1. The Chair invited the Secretariat to update delegations on the notifications under various provisions of the TRIPS Agreement that had been submitted since the meeting in July 2022, and said he would then offer the floor to delegations wishing to introduce their notifications.
2. The representative of the Secretariat said that the Council had received the following notifications, under Article 63.2 of the TRIPS Agreement:
a. Thailand had provided a Notification of the Ministry of Commerce on the Determination of Counterfeit Goods and Pirated Goods as Goods Prohibited from Export;
b. Saudi Arabia, Kingdom of had notified its Competition Law and the corresponding implementing Regulations;
c. Tonga had notified consolidated 2020 versions of its Industrial Property Act and Regulations, its Copyright Act, its Protection of Layout Designs Act and Regulations, its Protection of Geographical Indications Act and Regulations, and its Customs and Excise Management Act;
d. The Seychelles had notified its 2022 Fair Trading Act;
e. The European Union had notified three EU Regulations pertaining to the quality schemes for agricultural products and foodstuffs, to the establishment of Union Symbols for PDOs, PGIs and TSGs, and to the GIs for aromatized wines;
f. Brazil had notified an amendment to its Patent Statute;
g. Ukraine had notified a law concerning the Protection of Interests of Persons in the Sphere of Intellectual Property during the Martial Law in connection with the Military Aggression of the Russian Federation against Ukraine;
h. Chinese Taipei had notified consolidated versions of its Patent Act, its Copyright Act, and its Copyright Collective Management Organization Act;
i. Italy had notified Decrees relating to the Prohibition of Ambush Marketing ahead of the organization of the 2026 Olympic Games in Italy, to Design protection, and to establishing specialized intellectual property divisions of tribunals and courts of appeals. It had also notified amended procedural rules relating to plant varieties, to patent applications that designate Italy, and to the setting up of an online platform for fee payment;
j. France had notified legislation relating to genetic resources and associated traditional knowledge, to ensuring compatibility with the Unified Patent Court jurisdiction, to trademarks, trade secrets and to the transformation of utility model applications into patent applications, among others.
3. Bulgaria, Austria, Lithuania and Greece had notified a contact point for IP enforcement under Article 69. Austria had also notified a contact point under Art 67.
4. The Chair invited delegations that had provided new or revised notifications to the Council to introduce those notifications. The representatives of Thailand, Seychelles, the European Union, Chinese Taipei, Brazil, Ukraine, Saudi Arabia, the Kingdom of, Tonga, the Russian Federation, and the United States of America took the floor.
5. The Chair thanked delegations for the information provided on their notifications. He noted that notifications to the Council were not keeping up with the actual development of laws and regulations relating to TRIPS and emphasized that Article 63.2 of the TRIPS Agreement was not a one-off requirement. It was a core element of the TRIPS transparency arrangements, and a central part of the Council's substantive work. It obliged Members to notify any new or amended laws in the area of TRIPS. He urged Members to complete any outstanding initial notifications and to keep up to date with notifications on subsequent amendments. The same applied to the Checklist of Issues on Enforcement which was established by the Council as an element of Members' notification obligations. He pointed out that the e-TRIPS platform made fulfilling these transparency obligations much easier.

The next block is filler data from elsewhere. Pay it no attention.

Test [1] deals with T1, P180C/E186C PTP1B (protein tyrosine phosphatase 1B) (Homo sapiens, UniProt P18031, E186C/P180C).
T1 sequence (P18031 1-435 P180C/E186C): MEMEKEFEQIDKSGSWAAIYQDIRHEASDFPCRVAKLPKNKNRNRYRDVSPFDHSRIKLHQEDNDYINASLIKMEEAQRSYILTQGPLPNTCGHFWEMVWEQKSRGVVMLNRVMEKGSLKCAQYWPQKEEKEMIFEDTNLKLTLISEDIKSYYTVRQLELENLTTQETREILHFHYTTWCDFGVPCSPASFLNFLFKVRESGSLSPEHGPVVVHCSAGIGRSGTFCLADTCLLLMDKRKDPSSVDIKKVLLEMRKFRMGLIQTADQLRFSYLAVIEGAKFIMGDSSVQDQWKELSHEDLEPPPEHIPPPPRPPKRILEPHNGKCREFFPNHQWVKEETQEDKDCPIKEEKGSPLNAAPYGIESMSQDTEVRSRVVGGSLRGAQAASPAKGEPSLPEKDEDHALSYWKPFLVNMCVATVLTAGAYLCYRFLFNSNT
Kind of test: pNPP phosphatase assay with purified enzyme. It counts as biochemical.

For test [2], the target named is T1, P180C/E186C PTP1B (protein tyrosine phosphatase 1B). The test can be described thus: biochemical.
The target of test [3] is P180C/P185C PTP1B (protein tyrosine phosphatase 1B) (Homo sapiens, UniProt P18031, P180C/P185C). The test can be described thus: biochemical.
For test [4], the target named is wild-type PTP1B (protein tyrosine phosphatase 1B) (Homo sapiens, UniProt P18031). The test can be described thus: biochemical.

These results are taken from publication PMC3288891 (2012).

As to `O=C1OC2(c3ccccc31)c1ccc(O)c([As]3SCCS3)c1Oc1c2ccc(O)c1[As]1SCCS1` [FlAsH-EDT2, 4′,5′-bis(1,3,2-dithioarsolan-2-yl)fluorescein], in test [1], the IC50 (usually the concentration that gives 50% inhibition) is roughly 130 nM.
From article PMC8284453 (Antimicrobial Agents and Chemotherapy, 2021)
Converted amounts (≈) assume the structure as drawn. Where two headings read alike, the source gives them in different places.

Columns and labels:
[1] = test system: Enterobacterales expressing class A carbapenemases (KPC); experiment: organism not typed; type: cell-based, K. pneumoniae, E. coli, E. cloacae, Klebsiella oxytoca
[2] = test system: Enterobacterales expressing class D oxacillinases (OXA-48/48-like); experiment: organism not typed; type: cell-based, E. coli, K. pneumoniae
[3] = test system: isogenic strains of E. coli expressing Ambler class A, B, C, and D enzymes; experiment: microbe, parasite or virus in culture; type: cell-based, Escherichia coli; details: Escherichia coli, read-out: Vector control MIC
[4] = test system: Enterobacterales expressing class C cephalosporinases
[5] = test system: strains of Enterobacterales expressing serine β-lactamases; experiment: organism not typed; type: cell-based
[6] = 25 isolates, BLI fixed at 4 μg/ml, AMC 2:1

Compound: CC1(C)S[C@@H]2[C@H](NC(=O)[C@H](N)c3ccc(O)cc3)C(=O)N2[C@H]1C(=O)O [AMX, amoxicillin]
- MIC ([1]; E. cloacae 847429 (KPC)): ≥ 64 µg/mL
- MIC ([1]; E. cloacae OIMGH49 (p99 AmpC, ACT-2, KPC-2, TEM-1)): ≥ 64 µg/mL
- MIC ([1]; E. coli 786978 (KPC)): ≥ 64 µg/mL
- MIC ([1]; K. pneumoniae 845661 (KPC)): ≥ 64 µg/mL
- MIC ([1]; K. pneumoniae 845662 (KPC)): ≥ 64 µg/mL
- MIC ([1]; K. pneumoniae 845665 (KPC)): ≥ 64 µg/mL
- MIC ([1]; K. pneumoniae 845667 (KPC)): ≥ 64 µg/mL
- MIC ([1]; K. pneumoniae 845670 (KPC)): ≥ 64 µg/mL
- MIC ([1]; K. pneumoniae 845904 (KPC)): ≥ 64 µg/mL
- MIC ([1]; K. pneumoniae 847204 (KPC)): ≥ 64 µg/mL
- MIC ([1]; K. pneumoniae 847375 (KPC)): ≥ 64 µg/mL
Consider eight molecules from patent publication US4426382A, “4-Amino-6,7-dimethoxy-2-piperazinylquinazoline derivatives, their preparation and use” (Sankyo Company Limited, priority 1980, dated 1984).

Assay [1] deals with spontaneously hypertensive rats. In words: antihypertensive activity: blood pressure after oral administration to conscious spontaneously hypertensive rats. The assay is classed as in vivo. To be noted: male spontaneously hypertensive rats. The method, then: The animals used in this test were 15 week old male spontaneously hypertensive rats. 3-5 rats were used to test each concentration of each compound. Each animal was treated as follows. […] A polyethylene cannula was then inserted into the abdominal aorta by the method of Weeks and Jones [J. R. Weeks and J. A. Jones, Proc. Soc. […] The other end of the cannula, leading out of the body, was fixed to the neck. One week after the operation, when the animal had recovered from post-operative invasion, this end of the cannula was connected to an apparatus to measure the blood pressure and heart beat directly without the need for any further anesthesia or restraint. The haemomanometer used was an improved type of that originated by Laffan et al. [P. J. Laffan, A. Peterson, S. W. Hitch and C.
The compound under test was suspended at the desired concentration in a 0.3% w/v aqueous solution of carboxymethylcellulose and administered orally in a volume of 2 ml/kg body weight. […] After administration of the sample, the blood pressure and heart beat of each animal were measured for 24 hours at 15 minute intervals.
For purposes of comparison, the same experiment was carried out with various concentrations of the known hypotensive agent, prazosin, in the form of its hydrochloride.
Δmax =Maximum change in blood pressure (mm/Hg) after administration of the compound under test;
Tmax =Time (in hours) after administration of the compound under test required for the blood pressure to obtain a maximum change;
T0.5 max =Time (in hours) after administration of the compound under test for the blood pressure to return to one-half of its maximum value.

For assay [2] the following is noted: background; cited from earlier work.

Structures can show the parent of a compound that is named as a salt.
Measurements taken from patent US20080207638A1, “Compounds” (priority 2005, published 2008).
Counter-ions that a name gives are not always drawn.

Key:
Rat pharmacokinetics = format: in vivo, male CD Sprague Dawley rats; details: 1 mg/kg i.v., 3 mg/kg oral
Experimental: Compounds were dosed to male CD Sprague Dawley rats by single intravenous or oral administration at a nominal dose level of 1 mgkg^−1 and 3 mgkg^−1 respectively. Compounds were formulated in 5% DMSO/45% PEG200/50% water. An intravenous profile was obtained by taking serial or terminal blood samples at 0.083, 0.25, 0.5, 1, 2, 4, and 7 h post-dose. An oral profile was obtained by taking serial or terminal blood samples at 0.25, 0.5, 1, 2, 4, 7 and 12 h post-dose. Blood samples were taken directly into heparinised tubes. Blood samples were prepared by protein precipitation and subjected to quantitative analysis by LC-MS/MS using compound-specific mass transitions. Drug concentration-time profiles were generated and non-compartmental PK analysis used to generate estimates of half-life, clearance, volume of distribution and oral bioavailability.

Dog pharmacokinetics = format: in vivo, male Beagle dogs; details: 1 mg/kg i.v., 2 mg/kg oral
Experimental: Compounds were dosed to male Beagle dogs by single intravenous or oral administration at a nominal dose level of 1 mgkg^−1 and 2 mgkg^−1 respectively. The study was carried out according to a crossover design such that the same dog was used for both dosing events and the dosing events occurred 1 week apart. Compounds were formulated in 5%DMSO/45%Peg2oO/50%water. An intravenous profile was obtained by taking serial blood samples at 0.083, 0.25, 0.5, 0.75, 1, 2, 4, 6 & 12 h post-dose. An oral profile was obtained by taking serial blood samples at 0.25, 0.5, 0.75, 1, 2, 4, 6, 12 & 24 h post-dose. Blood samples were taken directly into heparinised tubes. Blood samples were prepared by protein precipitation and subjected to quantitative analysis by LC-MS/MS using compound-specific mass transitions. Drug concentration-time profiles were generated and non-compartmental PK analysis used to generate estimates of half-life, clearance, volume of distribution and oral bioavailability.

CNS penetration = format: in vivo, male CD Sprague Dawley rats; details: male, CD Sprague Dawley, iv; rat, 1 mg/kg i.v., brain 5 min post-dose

6. The requirement included the notification of legislative changes made to implement the special compulsory licensing system to export medicines covered by Article 31bis of the TRIPS Agreement. More than 50 WTO Members, including most of the world's major exporters of medicines, had adopted implementing legislation that allowed them to use the System as exporters and/or importers. But only 21 Members, including the European Union, had formally notified such measures to the TRIPS Council. The notification of all relevant laws and regulations could assist Members in preparing for the potential use of the System, which was a matter of immediate practical concern at that moment. It would also help the Secretariat in its efforts to provide informed technical support to Members in this area.
7. A more comprehensive picture of how the special compulsory licensing system had been implemented in Members' domestic law could also help Members' on-going discussions about how this particular TRIPS flexibility worked in practice, and about the causes of any potential delays or hindrances in using the system.
8. The Chair recalled that all these notifications could be made through the e-TRIPS Notification Submission System (NSS). E-TRIPS not only facilitated the submission of information by Members – it also permitted digital access, consultation, and analysis of this information through the e-TRIPS Gateway, an easy-to use interface to search and display information related to the TRIPS Council. The Secretariat was available to respond to any question in that regard. He also referred to the latest "Annual Report on Notifications and other Information Flows" issued by the Secretariat in March 2022 in document , which summarized submission rates and identifies trends for each of the primary TRIPS transparency mechanisms and would be updated ahead of the first formal meeting of the TRIPS Council in 2023.
9. The Council took note of the notifications and the statements made.